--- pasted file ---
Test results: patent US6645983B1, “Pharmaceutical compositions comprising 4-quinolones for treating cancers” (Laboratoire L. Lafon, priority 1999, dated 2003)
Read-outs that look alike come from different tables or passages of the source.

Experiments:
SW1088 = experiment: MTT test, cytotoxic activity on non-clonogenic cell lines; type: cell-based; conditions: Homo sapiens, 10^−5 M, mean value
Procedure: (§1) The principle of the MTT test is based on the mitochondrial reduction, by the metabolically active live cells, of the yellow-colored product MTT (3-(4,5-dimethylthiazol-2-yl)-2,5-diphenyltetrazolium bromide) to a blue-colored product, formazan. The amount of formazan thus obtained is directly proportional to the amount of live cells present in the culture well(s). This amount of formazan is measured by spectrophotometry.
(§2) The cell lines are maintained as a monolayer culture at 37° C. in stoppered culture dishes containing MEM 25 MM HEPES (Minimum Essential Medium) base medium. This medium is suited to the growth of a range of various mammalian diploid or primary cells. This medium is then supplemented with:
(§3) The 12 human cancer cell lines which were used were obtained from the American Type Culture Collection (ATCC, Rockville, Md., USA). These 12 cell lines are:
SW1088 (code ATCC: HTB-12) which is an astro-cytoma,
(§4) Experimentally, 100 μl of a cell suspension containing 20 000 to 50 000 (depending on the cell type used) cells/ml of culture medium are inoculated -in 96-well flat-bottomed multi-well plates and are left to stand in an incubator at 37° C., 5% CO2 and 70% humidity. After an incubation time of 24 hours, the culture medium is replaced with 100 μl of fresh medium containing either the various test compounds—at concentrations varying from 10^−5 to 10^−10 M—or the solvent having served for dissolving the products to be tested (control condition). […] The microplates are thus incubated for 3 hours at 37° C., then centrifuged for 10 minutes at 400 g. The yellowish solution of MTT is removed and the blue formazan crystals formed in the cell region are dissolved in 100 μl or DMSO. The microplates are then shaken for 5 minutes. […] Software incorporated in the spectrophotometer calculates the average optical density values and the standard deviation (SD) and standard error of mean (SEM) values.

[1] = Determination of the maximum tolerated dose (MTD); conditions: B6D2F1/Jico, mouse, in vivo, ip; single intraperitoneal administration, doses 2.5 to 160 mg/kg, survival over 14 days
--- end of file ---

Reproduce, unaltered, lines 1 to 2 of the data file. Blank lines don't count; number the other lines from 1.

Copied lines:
Test results: patent US6645983B1, “Pharmaceutical compositions comprising 4-quinolones for treating cancers” (Laboratoire L. Lafon, priority 1999, dated 2003)
Read-outs that look alike come from different tables or passages of the source.